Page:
Grady

One thing Davidson has taught me is that I am neither as accomplished a writer nor as avid a reader as I once believed.
This realization has encouraged me to abandon pretense and defense mechanisms in favor of appreciating authenticity in a variety of forms and experiences, no matter how mundane.

This class attracted me as an escape from the confines of my comfort zone. I look forward to the unorthodox, inter-medium works we will be reading. I have always admired the blending of image and text that characterizes avant-garde movements like Dada from a distance, but never studied or attempted to replicate it.

As far as my other interests go, I enjoy brainstorming and structuring literary works. I have started countless works of fiction and completed none. Hopefully, trying new styles and cross-genre methods will make me a freer, more successful writer. Drawing is another hobby of mine. I would like to write and illustrate something someday. I have a lot of notes and sketches, but few drafts. Maybe you can relate.

 

11 Comments on “Grady”

  1. Grady, I’ve read your writing and think you are a very accomplished writer as well as a deep, perceptive reader. Maybe your awareness of your limits is actually a sign of your intellectual growth. You know the old saying: the more we learn, the more we know how much we don’t know. I love to draw, too, and I’m hoping we can find ways in this class to “draw” upon everyone’s critical and creative faculties. Avant-garde poetry requires us to think visually and verbally. What would happen if you tried to draw one of Loy’s poems?

    • Thank you for your response, Dr. Churchill. I’m intrigued by the prospect of drawing one of Mina Loy’s poems. When I first encountered poems such as “Sketch of a Man on a Platform” and “Giovanni Franchi” I was struck by Loy’s ability to write character as something visual. Not only does her writing communicate what a character looks like, she uses description to convey character in a visceral, often disarming way. Maybe I’ll incorporate that thought into a future project!

  2. “I am neither as accomplished a writer nor as avid a reader as I once believed. This realization has encouraged me to abandon pretense and defense mechanisms in favor of appreciating authenticity in a variety of forms and experiences, no matter how mundane.”

    This is one of the quotes of the year for me, man. I’ve felt the same thing here before, and it’s awesome and inspirational to see how you take that sometimes sinking feeling and turn into an opportunity for growth. I love it!

    P.S. – I do agree with Dr. Chill. I enjoyed your writing very much!

    • Thanks for your response, Royce. I value humility and self-awareness and was just trying to convey that as best I could. I’ve enjoyed hearing your insight in our short conversations in and out of class and look forward to a semester together.

  3. Hey! I would really like to get to know you better (and suspect I will this semester). We have a lot of common interests. I agree with Dr. Churchill… you should try illustrating poems! I illustrated a few Auden poems for her modern poetry class and it was my absolute favorite project I’ve done at Davidson. I’m also working on a graphic novel this semester with Dr. Flanagan. If you want to compare notes or swap feedback and encouragement sometime, let me know! I’d love to read/ look at what you have. Do you read comics or manga or anything like that? Thanks for sharing!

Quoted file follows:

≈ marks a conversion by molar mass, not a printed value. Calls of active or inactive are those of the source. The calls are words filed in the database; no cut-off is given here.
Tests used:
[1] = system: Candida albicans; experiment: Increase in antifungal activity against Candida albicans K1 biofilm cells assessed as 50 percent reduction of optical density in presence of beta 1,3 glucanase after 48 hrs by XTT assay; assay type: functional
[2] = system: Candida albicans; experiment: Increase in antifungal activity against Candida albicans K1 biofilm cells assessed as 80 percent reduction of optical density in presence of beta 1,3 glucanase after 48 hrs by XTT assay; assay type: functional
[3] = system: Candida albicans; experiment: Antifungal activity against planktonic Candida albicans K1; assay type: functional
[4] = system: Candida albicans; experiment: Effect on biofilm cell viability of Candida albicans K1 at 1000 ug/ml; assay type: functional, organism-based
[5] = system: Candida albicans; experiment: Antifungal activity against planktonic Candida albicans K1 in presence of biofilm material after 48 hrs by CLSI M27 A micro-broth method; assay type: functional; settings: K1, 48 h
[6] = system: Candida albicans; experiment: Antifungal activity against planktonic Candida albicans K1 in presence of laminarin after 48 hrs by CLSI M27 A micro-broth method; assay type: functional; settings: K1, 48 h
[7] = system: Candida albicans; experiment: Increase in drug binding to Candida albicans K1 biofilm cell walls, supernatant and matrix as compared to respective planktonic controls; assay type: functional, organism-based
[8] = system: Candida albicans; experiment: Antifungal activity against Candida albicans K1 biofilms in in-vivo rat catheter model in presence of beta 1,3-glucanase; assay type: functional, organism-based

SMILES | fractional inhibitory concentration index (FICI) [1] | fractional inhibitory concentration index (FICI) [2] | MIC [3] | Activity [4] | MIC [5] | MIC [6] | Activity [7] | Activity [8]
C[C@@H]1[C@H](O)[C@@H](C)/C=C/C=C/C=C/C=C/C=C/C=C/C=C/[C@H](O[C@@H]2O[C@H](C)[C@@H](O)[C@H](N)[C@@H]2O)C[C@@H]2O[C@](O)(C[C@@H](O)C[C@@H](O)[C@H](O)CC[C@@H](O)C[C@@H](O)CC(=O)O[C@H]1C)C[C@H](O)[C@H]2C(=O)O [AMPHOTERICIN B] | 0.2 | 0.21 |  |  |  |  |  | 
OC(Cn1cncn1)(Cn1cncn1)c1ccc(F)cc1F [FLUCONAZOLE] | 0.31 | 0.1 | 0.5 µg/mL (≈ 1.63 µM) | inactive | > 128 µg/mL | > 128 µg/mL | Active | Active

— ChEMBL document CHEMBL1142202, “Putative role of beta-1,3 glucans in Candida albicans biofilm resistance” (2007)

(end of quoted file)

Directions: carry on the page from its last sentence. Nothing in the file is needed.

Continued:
• Thanks for your response, Sarah. That graphic novel with Dr. Flanagan sounds like an incredible project. Keep the class updated on how that’s going; I would love to see your work! I will try to upload more of my work to my personal website in the future. If you have any posted online, I would love to have a look.

  4. Hi Grady! Like Sarah, I’m excited to get to know you and everyone in the class better this semester.
    I love that you took this class partly to help with your own creative processes! Sometimes we (read: I) get so caught up in the academic side of the work that we forget how important it can be to generate art too. Breaking down the distinctions between scholarly and creative work is a great goal, and, I think, true to the spirit of the avant-garde. I love the idea that we’ll all come out of this semester with a renewed sense of creativity in our own writing — I wonder what ways we could make ourselves and each other more open to or accountable for that kind of revival?

    • Thank you for your comment! As much as I enjoy the academic side of things, I agree; it’s easy to feel as if you’re neglecting the creative if you stay steeped in it for too long. I look forward to seeing how our class will work together to achieve that renewed sense of creativity in our work.

  5. Grady! I can totally relate re: the sudden discovery upon coming to Davidson that I was not the reader or the writer I once though I was. I will say, it was a bit of a rude awakening when I learned that reading astounding amounts of young adult fiction and writing my own about Cecelia the confused Swamp Witch does not an author or intellectual make.

    • Au contraire, Abbey, I would be fascinated to learn more about Cecelia the confused Swamp Witch. That concept has potential; I’m seeing a book deal with Scholastic in your future. Don’t sell yourself short!

  6. I really like how you open with describing a personal weakness you’ve recently discovered. Making yourself vulnerable, especially through writing a public post, is difficult to do but is rhetorically worth it! Your post is humble and relatable and I appreciate your honesty and trust! I also love the bit about getting out of your comfort zone!! I am also constantly trying to force myself to do the same thing. AND keep on drawing!!! Your sketches are INCREDIBLE. SERIOUSLY.

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